At this time of year, I love seeing the native plants change almost daily. On the Bill Riley bike trail in Des Moines yesterday, I saw lots of violets, bluebells, spring beauties, toothwort, dogtooth violets, and some buttercups that Bleeding Heartland will cover next Wednesday. In our corner of Windsor Heights we are seeing most of the above, as well as the first Jack-in-the-pulpits, bellwort, sweet William (phlox), and littleleaf buttercups blooming. Buds are developing on May apples, wild geranium, Virginia waterleaf, and even Solomon’s seal. I have trouble identifying birds and insects, but we are seeing a wider variety of both, including a red admiral today. Here’s the latest central Iowa butterfly forecast.
Today, Bleeding Heartland reader Eileen Miller has shared some of her photographs of snow trillium, a beautiful early spring wildflower. I’ve seen these blooming along the Living History Farms woodland trail (between the 1850 farm and the 1900 farm), but I’ve never captured good shots of them. Eileen’s description of this flower is after the jump, along with her pictures.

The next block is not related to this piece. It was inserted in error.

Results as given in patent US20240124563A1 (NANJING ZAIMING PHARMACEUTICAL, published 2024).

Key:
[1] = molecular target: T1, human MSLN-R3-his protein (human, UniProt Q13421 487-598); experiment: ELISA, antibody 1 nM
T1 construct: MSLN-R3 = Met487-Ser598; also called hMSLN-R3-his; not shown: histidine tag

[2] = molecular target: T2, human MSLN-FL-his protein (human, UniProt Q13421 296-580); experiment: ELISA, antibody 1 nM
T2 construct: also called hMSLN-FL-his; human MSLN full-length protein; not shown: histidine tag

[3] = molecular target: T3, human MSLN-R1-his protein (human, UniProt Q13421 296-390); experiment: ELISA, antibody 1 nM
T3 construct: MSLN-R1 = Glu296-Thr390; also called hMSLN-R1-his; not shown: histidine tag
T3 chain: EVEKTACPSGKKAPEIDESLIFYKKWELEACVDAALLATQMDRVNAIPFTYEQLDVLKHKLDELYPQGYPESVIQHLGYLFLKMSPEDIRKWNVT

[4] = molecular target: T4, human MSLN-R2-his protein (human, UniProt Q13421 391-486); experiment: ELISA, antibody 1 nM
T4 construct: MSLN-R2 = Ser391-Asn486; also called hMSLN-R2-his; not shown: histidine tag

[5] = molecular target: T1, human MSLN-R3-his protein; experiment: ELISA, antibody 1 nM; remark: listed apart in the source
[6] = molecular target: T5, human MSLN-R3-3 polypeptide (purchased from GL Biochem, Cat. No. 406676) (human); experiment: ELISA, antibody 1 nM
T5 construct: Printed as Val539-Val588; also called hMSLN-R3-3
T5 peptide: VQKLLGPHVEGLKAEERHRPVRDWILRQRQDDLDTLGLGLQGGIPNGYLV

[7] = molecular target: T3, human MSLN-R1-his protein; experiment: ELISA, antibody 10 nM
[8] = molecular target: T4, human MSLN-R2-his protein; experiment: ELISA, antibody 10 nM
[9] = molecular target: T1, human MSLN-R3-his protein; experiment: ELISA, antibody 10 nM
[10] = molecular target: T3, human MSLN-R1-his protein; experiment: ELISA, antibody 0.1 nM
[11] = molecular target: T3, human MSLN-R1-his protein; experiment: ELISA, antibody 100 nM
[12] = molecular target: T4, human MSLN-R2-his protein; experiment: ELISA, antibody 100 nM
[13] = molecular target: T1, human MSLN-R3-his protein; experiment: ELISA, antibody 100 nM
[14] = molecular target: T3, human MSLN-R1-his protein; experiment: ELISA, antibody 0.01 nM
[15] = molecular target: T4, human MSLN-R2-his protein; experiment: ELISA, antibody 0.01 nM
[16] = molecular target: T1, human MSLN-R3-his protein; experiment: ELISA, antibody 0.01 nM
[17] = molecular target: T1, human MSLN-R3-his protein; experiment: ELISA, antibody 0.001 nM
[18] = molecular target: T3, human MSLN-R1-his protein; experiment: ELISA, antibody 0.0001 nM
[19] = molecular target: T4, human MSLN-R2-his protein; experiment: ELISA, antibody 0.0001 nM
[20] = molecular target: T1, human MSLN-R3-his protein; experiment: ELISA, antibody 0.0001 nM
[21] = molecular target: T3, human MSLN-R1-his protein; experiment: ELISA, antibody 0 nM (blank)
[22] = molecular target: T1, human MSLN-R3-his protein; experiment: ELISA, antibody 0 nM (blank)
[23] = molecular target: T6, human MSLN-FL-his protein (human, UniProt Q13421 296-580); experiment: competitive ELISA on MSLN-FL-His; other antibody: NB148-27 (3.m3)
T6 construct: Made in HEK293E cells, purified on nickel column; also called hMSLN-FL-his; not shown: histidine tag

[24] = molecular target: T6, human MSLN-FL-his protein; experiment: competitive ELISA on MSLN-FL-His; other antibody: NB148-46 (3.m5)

Snow trillium (Trillium nivale) is a delightful early spring woodland wildflower, that reaches a height of only about 2 to 4 inches at maturity. In Iowa it blooms as early as mid-March, sometimes even coming up through snow–hence its name. Snow trillium is one of our native spring ephemerals, meaning that it emerges, flowers and produces seeds all within the brief period before the trees leaf out and throw shade on the woodland floor.
Bees and other insects pollinate the flowers, but most reproduction is by vegetative cloning from the fleshy underground stem called a rhizome.
Snow trillium flower petals often turn shades of pink as they fade. Its leaves remain into the summer, continuing to produce food which is stored in the fleshy rhizomes. This store of food makes it possible for the plant to emerge and bloom again early the following spring.
After a long, hard winter, this beautiful little wildflower is a joy to see. Along with other early spring woodland wildflowers, snow trillium plays an important role in maintaining our woodland ecosystems and should be protected wherever found.
Snow trillium flower bud about to open:
Snow trillium blooming:
Snow trillium in full bloom:
Honeybee gathering nectar and pollen from the snow trillium flower:
Fading petals of the snow trillium turning a shade of pink: